Johann Joseph Gassner found himself and his religious movement embroiled in a web of tense relations involving many of the most powerful Catholic forces in the Holy Roman Empire. He was originally doubted and expelled by the cardinal prince bishop of Constance, Franz Konrad von Rodt; favored and supported by the prince bishop of Regensburg, Anton Ignaz von Fugger; blocked by the elector of Bavaria, Maximilian III Joseph, but supported by the counts of Hohenlohe and by Duke Ludwig Eugen of Württemberg, brother of reigning Duke Karl Eugen; criticized by the archbishops of Salzburg and Prague; and finally stopped by...

  7. three HEALING
    (pp. 59-86)

    To judge from the countless little portraits that circulated in the 1770s, Father Johann Joseph Gassner was a short, plump, cleanshaven man of modest demeanor. When he dealt with the devil, however, he became vehement and, some said, physically forceful as he touched, stroked, grasped, and finally even wrenched the affected limbs of those who sought his help. From 1774 to 1776 he and his “wonder cures” became a major topic of Enlightened debate in Germany and provoked reflection on a wide range of topics, especially on whether the devil really intervened in the world as a physical force or...

    (pp. 87-117)

    In March of 1775 the physiognomist and Zurich pastor Johann Kaspar Lavater wrote to Johann Salomo Semler, the great theologian of Halle, imploring him to investigate the miraculous healings of Gassner, about whom Lavater had been reading for several months. Lavater did not choose Semler at random or only because he was already well known as one of Germany’s leading theologians, a founder of “neologist” interpretation, an approach to Scripture that started with the assumption that the Bible was a human document, to be understood within a historical context. Many Lutheran readers would have also recognized Semler simply asthe...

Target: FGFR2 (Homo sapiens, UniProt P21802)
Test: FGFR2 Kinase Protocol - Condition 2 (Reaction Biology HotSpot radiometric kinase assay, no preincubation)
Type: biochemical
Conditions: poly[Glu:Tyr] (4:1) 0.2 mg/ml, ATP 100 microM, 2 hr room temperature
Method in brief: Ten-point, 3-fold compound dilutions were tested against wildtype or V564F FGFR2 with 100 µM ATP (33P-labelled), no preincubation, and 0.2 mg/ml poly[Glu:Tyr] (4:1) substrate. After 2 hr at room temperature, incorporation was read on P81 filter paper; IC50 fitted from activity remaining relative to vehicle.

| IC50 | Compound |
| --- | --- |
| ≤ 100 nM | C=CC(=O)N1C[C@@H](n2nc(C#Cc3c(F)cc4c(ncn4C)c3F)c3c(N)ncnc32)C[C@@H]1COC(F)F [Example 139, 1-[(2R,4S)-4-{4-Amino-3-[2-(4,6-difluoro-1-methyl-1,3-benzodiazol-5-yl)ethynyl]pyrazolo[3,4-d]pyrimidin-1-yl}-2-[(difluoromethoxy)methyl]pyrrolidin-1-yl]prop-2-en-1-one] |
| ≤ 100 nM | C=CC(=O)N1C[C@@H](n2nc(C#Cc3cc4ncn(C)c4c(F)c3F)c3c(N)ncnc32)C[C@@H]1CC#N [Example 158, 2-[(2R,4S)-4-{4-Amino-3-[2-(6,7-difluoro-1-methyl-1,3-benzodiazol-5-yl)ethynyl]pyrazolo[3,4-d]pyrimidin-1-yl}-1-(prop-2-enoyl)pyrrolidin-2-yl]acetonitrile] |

(pp. 118-142)

    When we consider the form of the Gassner controversy, one remarkable feature stands out: the unbridled joy several of the combatants felt in laughing at their opponents. The lust for laughter was not quite legitimate in the eighteenth century, however. Critics adopted medical analogies to condemn the barbarous ferocity, the “furor” of the satirist, his blood lust for revenge or for conquest. Moralists in Germany condemned satire and allied forms of criticism as failures of neighborly love, and made it hard to claim that one had only the welfare of one’s foolish antagonist at heart.¹ And yet the claims of...

    (pp. 143-148)

    In the end it was easy enough for an emperor and a pope to stop an obedient priest from abusing or overextending his priestly powers of exorcism. It was, however, an entirely different matter to eradicate or even curtail the belief in evil spirits among a population where such ideas were deeply rooted and seemed to explain so much. Even Protestants discovered that the Gospels were resistant to Enlightened demythologizing. It slowly dawned on some advanced thinkers that just as Jesus had actually believed in an imminent apocalypse, a return to this earth that some of those who heard him...

  11. NOTES
    (pp. 149-210)
  12. INDEX
    (pp. 211-219)